Reinforce the need for staff conducting the initial screening of VCP applications to determine whether case files have all needed information prior to sending them to revenue agents in field offices for evaluation.

 

CORRECTIVE ACTION 1a.

We agree that perfecting a VCP application as much as possible on the front-end would promote more efficient case processing by the agents in the groups. We have hired additional staff to assist in this endeavor. We have allotted six new hires for Voluntary Compliance, which will enable us to improve initial screening.

 

IMPLEMENTATION DATE

Completed September 30, 2009

 

RESPONSIBLE OFFICIAL

Manager, Employee Plans Voluntary Compliance

 

RECOMMENDATION 1b.

Evaluate whether opportunities exist to expand the "streamlined" application process to include more common types of failures.

 

COMMENT

We agree with your recommendation to expand the streamlined application process to include more common types of failures. As is acknowledged in your report, creating a streamlined application process has resulted in improvements to case processing time and has increased the number of cases closed. During the past several years, Employee Plans has adopted numerous process efficiencies, some of which are identified in your report. As is true generally in regard to the development of our correction programs, many of these efficiencies were adopted as a result of stakeholder input and the experience we acquire in processing our cases. Partnering with our customer base has been one of the cornerstones upon which the Employee Plans Compliance Resolution System is based.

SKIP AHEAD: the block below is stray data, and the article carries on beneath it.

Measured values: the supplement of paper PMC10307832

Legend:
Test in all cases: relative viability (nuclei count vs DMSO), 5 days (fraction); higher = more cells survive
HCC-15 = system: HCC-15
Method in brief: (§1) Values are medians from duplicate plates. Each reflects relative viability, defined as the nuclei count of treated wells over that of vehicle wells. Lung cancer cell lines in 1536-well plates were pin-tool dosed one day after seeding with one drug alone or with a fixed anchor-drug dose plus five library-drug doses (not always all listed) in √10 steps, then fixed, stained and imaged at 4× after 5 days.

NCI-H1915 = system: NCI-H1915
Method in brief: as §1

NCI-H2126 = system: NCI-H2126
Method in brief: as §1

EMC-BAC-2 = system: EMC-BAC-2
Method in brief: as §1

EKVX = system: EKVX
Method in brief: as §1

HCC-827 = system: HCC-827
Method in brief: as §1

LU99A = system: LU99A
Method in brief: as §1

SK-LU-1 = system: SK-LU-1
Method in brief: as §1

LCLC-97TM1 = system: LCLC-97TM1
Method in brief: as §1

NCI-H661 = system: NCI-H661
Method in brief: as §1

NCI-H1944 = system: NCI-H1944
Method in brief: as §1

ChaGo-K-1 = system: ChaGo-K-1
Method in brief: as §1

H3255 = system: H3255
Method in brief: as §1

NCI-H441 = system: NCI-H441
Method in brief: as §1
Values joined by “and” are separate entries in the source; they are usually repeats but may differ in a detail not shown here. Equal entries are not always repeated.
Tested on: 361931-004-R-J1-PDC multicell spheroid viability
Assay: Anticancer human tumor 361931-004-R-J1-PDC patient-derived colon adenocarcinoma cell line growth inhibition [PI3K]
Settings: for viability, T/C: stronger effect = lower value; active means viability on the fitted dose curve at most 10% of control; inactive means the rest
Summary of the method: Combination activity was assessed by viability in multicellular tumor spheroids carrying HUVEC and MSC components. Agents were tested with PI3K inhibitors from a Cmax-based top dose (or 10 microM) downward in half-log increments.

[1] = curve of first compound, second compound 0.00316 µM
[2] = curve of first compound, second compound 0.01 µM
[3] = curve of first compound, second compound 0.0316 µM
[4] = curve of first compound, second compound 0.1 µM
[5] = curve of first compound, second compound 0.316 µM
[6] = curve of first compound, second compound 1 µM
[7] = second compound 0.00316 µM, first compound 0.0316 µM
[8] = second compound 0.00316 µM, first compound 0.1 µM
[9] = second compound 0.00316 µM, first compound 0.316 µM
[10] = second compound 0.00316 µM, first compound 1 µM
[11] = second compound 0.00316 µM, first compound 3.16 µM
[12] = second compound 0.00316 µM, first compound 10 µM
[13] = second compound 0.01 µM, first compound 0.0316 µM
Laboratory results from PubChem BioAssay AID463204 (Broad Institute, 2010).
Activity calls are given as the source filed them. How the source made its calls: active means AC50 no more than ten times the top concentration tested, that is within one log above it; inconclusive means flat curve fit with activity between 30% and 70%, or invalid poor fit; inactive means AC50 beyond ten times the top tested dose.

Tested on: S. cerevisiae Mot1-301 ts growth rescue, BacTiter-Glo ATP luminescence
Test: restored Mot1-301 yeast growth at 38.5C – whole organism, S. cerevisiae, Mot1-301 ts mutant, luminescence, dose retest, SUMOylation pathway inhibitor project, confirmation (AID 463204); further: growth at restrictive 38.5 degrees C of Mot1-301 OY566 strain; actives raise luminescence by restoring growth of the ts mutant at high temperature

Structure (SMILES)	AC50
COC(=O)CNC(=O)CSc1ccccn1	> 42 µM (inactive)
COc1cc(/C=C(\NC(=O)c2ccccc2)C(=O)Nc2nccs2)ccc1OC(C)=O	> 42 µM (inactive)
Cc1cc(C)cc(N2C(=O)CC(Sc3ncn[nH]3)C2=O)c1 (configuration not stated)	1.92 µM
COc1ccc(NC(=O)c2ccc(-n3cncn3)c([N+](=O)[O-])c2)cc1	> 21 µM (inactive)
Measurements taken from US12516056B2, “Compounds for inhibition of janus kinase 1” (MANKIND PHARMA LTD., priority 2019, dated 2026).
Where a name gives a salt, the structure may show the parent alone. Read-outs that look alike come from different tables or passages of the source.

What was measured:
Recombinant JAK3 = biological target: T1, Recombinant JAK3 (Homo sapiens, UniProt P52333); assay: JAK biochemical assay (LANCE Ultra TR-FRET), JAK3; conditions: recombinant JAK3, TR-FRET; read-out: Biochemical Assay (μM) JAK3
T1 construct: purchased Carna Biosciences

CORRECTIVE ACTION 1b.

We will continue to reevaluate the program and seek input from our stakeholders in order to continue developing process improvements.

 

IMPLEMENTATION DATE

September 30, 2011

 

RESPONSIBLE OFFICIAL

Manager, Employee Plans Voluntary Compliance

RECOMMENDATION 1c.

Until a VCP application form is developed, expand the VCP Revenue Procedure to include a checklist that provides retirement plan sponsors with specific options for identifying the type of retirement plan failure that led to the VCP application and the actions they are taking to correct them.

 

COMMENT